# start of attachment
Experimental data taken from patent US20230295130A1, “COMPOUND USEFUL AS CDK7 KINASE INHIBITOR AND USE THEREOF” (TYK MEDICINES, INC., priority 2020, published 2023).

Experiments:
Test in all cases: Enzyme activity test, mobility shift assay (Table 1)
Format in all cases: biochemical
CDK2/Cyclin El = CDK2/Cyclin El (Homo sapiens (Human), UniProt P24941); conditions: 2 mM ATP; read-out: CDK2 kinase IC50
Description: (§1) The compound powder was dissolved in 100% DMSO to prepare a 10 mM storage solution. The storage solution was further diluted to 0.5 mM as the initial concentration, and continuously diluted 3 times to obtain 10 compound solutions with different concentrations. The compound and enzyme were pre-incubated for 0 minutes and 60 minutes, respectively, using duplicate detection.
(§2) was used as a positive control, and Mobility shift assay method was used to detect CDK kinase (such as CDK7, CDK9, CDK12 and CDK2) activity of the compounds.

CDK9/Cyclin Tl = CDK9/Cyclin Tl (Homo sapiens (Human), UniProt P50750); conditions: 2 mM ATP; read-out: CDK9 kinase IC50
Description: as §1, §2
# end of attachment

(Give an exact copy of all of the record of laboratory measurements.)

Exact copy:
Experimental data taken from patent US20230295130A1, “COMPOUND USEFUL AS CDK7 KINASE INHIBITOR AND USE THEREOF” (TYK MEDICINES, INC., priority 2020, published 2023).

Experiments:
Test in all cases: Enzyme activity test, mobility shift assay (Table 1)
Format in all cases: biochemical
CDK2/Cyclin El = CDK2/Cyclin El (Homo sapiens (Human), UniProt P24941); conditions: 2 mM ATP; read-out: CDK2 kinase IC50
Description: (§1) The compound powder was dissolved in 100% DMSO to prepare a 10 mM storage solution. The storage solution was further diluted to 0.5 mM as the initial concentration, and continuously diluted 3 times to obtain 10 compound solutions with different concentrations. The compound and enzyme were pre-incubated for 0 minutes and 60 minutes, respectively, using duplicate detection.
(§2) was used as a positive control, and Mobility shift assay method was used to detect CDK kinase (such as CDK7, CDK9, CDK12 and CDK2) activity of the compounds.

CDK9/Cyclin Tl = CDK9/Cyclin Tl (Homo sapiens (Human), UniProt P50750); conditions: 2 mM ATP; read-out: CDK9 kinase IC50
Description: as §1, §2